Do Honeybees Sleep?

All the bees at Brookfield Farm, in Maple Falls, Washington are tucked up in their clusters in their hives.  Some are probably asleep, some awake.  It depends on their age and their job.  But none are getting a good 40 winks, unless a “wink” is a second.  Bees sleep in small naps, but some sleep more regularly than others.  What follows is what I have gleaned from my readings.

The most complete study I found on-line is at  This study by Barrett A. Klein, Kathryn M. Olzsowy, Arno Klein, Katharine M. Saunders and Thomas D. Seeley was first published on-line in September 2008, in the Journal of Experimental Biology.  This quite fascinating and elegant study is called: Caste-Dependent Sleep of Worker Honey Bees.

WHAT IS SLEEP? (As defined by the above study)

Sleeping bees are immobile bees whose bodies and legs hang in the direction of gravity.

The researchers then decided on three different forms of sleep: immobile; immobile with twitching antennae; and immobile with immobile antennae.

Sleep can occur in many places: in a cell, hanging off comb, on the hive wall, or even on the floor.

Where and when bees sleep is determined by their age and their jobs.


Young bees tend to sleep inside cells in the center of the hive.  They don’t have regular sleep cycles, but catch a quick nap (we’re talking 30 seconds here) whenever they can.  These young bees tend to wake up for a few hours, then go back to sleep.

Older bees tend to sleep on the outer edges of the hive.  They sleep in longer increments and at more regular intervals, usually at night.

How sleep patterns changes as the bees age:

Cleaners (up to 3 days old) sleep in the shortest “bursts”, but they usually sleep in the cells

Nurses (4-12 days old) sleep in longer time spans, and fewer sleep in cells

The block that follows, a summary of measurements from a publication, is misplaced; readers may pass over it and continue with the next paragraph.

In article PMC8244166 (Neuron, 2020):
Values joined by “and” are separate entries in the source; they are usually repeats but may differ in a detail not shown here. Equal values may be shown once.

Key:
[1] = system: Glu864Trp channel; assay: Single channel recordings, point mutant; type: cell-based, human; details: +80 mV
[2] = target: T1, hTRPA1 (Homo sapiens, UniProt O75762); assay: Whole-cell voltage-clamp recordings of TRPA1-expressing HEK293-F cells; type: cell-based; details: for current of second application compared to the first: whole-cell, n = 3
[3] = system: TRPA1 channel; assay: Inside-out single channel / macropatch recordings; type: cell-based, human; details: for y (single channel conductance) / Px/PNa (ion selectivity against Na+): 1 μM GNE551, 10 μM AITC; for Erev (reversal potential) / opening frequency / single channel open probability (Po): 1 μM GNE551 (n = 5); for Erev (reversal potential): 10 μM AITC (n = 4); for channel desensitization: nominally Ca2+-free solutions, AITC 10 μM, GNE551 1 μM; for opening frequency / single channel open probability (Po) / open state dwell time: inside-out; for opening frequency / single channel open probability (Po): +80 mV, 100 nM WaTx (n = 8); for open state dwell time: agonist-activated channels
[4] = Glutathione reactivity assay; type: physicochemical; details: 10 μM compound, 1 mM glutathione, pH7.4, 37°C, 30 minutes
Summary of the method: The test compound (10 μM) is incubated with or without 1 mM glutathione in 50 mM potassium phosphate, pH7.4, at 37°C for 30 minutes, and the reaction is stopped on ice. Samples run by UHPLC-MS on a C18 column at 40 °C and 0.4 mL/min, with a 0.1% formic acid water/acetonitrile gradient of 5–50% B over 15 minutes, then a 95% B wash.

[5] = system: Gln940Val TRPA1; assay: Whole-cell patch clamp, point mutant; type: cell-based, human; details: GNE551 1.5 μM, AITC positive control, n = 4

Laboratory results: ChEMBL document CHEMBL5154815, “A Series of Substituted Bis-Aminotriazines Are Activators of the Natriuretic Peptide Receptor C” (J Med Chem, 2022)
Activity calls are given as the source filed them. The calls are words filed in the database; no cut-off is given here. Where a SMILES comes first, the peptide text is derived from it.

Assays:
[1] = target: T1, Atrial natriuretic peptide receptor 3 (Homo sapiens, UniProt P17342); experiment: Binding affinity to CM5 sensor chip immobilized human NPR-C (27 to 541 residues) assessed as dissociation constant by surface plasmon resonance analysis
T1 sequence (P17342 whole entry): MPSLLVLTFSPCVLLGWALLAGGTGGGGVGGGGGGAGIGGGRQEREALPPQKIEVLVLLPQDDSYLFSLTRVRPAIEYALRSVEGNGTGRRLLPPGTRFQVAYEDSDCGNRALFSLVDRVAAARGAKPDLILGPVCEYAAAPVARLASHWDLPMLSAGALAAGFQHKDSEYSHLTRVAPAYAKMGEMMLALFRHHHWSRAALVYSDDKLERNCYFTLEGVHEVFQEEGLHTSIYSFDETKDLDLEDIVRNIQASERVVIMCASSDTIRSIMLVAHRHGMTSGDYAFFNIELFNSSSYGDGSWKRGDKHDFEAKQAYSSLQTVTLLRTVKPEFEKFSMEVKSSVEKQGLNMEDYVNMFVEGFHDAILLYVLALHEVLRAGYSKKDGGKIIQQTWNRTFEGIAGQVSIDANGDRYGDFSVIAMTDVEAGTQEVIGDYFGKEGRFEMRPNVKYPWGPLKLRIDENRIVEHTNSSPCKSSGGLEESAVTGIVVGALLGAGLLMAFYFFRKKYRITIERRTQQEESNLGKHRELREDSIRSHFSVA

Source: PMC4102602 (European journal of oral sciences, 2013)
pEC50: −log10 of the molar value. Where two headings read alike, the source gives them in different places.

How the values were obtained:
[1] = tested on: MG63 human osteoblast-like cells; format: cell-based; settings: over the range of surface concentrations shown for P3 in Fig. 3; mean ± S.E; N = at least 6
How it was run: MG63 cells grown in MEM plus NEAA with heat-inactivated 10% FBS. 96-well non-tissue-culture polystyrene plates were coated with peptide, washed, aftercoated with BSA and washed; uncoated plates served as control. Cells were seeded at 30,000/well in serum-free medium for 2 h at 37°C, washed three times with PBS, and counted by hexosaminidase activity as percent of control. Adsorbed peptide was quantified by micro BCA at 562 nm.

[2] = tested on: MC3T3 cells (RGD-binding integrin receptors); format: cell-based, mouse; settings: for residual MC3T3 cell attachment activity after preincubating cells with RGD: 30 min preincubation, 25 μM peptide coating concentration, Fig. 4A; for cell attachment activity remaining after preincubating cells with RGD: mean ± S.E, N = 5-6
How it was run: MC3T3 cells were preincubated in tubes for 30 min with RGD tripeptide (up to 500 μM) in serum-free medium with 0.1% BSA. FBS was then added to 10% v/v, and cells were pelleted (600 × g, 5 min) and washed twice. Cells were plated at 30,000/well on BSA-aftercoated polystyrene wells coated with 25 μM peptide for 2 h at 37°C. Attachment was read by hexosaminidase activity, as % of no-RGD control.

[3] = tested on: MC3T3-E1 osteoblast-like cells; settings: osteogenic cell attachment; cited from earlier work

Storers’ (13-20 days old) naps are even longer, only a few sleep in cells

Foragers sleep for the longest durations mostly at night, but seldom in cells


The locations make sense:  Young bees work as cell cleaners and nurse bees.  They are walking and working in the heart of the hive.  It is speculated that catching a quick nap in a cell protects them from being bumped and nudged by the other bees working around them, plus it is warmer in there.

Older bees are packing stores and working as foragers.  The foragers tend to sleep outside the cluster.  Again, this is speculation but the location would provide for a bit a peace from the hustle and bustle of the hive.  In fact, if they do catch a nap in the day, they may crawl into a cell, where it would be calm and quiet.  The tendency of foragers to sleep on the outside of the cluster would also keep any diseases or parasites that they might have picked up, out of the brood area of the hive.


The difference in time slept makes sense to me: When creatures are young they simply have more energy. A quick nap here is just fine before they bustle off to their jobs.  Jobs which  involve dealing with the eggs and larvae, whose demands have no fixed schedule.

Foragers are under a lot of stress and expending a lot of energy on their collection rounds.  They, as many older creatures do, need to get some sleep on a regular basis. It is not surprising that foragers and food storers tend to sleep at night.  Their work is daylight dependent.  Even if their job is to put the food away, there is no food coming in at night.  At least 50% more foragers catch their sleep in the night than in the day.


Dr. Klein has just completed a study on this as well.  He got bees into little metal harnesses (the thought boggles the mind), and then woke them up using magnetics when they tried to sleep.  The result was a decline in their communication skills: they couldn’t dance as well. Not a loss in the human world, but dancing is how bees tell each other where the honey, pollen, or new hive locations can be found. The drop in communication skills by tired bees is not terribly surprising, but, to me, it is an incredible study.  It can be found, in short form at:

You can watch tired bees doing a failed dance at:


Caste-Dependent Sleep of Worker Honey Bees: Barrett A. Klein, Kathryn M. Olzsowy, Arno Klein, Katharine M. Saunders and Thomas D. Seeley

Sleepless Honey Bees Miscommunicate, Too, Research at The University of Texas at Austin Shows: Dr. Barrett Klein and Dr. Ulrich Mueller.

The Buzz About Bees a book by Jurgen Tautz (there’s an umlaut, I just can’t make one here)

Differences in the sleep architecture of forager and young honeybees (Apis mellifera) Journal of Experimental Biology (2008) by Ada D. Eban-Rothschild and Guy Bloch

Do you have any insights about how and when bees sleep?  Do share, learning is a life-long experience.

That’s the news this week from Brookfield Farm Bees and Honey in Maple Falls, Washington.

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